As a caretaker, you want to provide the best possible care, whether your caring for humans, equines, animals, or nonliving things. I get that, and we strive to do so on our farm. Some people take it to the next level, purchasing custom, top-of-the-line equipment and supplies for their steeds. I’m cool with that too. Every horse (and their human) deserves to be spoiled a little bit here and there. But you won’t necessarily see top brand names or very expensive tack and equipment at our farm, and for a very good reason.
My horses love to destroy things.
Now, before you start jumping to conclusions and siding with the horse, (who wouldn’t, when gazed at by those innocent-looking puppy-dog eyes?) let me preface the rest of the post by saying this. Yes, our horses have plenty of access to forage, exercise, and attention. Sometimes, I think they just get bored. Regardless, here are a few of the latest phases our horses have gone through and their victims.
After spending quite a bit of money and time on our barn renovations, we were pretty excited about moving the horses over into their new stalls. At first, they seemed excited too, looking out the back windows, sticking their heads out the front windows into the aisleway, and enjoying the fresh air from the fans. But then they decided to put their own marks on the barn. Teeth marks. If beaver impersonations were what they were going for, they aced it. I’ll let the photos speak for themselves.
Not only can the horses not appreciate their new stalls, some of them (ahem, geldings in particular) have now learned how to open their neighbor’s door via the stall window. (Cue “Run Free” soundtrack from Spirit.) I’ll give them credit for mastering the door latches quickly, however, that wasn’t the purpose of the windows in the first place. What happened to just sticking your head out the window and enjoying the fresh air?!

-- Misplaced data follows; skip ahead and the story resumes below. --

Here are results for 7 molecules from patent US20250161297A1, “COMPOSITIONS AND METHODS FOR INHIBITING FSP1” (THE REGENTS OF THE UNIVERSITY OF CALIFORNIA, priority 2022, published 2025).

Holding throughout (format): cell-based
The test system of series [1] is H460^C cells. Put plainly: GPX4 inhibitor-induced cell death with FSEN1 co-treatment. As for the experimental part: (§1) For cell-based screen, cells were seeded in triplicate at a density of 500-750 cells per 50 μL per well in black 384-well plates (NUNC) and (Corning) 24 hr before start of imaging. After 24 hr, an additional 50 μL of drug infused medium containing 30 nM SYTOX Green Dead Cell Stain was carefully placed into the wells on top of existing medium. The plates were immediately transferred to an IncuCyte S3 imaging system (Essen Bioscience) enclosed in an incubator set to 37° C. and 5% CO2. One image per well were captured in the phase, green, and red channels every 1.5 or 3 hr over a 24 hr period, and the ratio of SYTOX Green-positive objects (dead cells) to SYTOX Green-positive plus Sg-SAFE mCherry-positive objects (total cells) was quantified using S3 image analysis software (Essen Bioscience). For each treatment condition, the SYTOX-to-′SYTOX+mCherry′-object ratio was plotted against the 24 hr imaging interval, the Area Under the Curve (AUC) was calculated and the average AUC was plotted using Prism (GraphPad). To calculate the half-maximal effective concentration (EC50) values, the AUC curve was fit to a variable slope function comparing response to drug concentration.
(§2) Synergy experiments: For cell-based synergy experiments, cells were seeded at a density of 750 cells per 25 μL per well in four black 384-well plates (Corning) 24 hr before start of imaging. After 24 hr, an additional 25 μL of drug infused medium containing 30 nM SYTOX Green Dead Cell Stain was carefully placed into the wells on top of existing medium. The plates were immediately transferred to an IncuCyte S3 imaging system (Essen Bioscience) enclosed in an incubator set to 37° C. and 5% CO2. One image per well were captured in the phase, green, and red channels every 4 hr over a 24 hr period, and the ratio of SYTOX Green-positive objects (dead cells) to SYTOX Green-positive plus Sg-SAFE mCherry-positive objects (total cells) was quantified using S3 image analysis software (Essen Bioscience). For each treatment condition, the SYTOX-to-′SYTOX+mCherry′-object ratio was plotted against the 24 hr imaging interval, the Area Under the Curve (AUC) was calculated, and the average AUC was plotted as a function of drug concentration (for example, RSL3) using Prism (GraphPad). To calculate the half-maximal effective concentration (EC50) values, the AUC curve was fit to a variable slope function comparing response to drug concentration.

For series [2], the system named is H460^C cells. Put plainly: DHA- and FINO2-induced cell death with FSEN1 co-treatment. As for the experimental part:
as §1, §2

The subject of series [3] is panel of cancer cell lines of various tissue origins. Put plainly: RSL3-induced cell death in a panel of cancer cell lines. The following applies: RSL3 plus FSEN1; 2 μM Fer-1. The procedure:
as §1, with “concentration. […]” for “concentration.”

Some of our horses just simply like to chew. It doesn’t matter what it is — a lead rope, bucket, your t-shirt, maybe even the dog as it walks by— they just like to chew.
Solution: Keep everything out of reach, and if it’s a stationary surface, add cayenne pepper.
We’ve also had our fair share of blanket destroyers. Apparently a certain number of requirements must be met for the horses to keep said blankets on and in one piece. If they’re really on top of their game, they’ll even remove the lining and stuffing for you. Fly sheets and stable sheets aren’t safe from harm either.
Solution: Well, we haven’t really found a solution for this phase per say. But instead of getting the high-dollar winter blankets, we typically wait until blankets go on clearance at Big Dee’s or Chicks Saddlery and replace the destroyed ones, or buy used blankets that are still in decent shape. And we also keep plenty of elastic leg straps in stock.
Does anyone else have a horse who likes to turn their bucket into a horse toilet, scratching post, or just seat in general? Our buckets have morphed into many different shapes over the years, to the point that sometimes no matter what you do you just can’t get them back to their original form. We also have one gelding in particular who’s goal (no matter where the bucket is in the stall) is to fill up his bucket with manure. Every day. Sigh.
Solution: Lately we’ve started pulling feed buckets back out of the stalls once the horses are done eating. This at least preserves them from the occasional rump scratching. The water buckets, however, are on their own.
Those are just a few examples. I could go on, but then I wouldn’t have time to actually fix everything!
Are your horses natural destroyers?